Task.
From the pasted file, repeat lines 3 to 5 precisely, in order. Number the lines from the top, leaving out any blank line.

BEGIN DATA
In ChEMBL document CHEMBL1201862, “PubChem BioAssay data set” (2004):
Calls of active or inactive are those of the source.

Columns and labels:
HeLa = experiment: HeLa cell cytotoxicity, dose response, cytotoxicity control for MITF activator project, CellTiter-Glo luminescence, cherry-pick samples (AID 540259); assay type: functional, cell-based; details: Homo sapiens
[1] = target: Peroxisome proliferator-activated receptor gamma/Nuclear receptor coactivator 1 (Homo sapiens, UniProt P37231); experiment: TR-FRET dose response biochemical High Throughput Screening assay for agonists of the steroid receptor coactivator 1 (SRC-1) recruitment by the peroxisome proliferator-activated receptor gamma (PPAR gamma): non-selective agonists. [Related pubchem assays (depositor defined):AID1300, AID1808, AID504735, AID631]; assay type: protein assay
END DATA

Columns and labels:
HeLa = experiment: HeLa cell cytotoxicity, dose response, cytotoxicity control for MITF activator project, CellTiter-Glo luminescence, cherry-pick samples (AID 540259); assay type: functional, cell-based; details: Homo sapiens
[1] = target: Peroxisome proliferator-activated receptor gamma/Nuclear receptor coactivator 1 (Homo sapiens, UniProt P37231); experiment: TR-FRET dose response biochemical High Throughput Screening assay for agonists of the steroid receptor coactivator 1 (SRC-1) recruitment by the peroxisome proliferator-activated receptor gamma (PPAR gamma): non-selective agonists. [Related pubchem assays (depositor defined):AID1300, AID1808, AID504735, AID631]; assay type: protein assay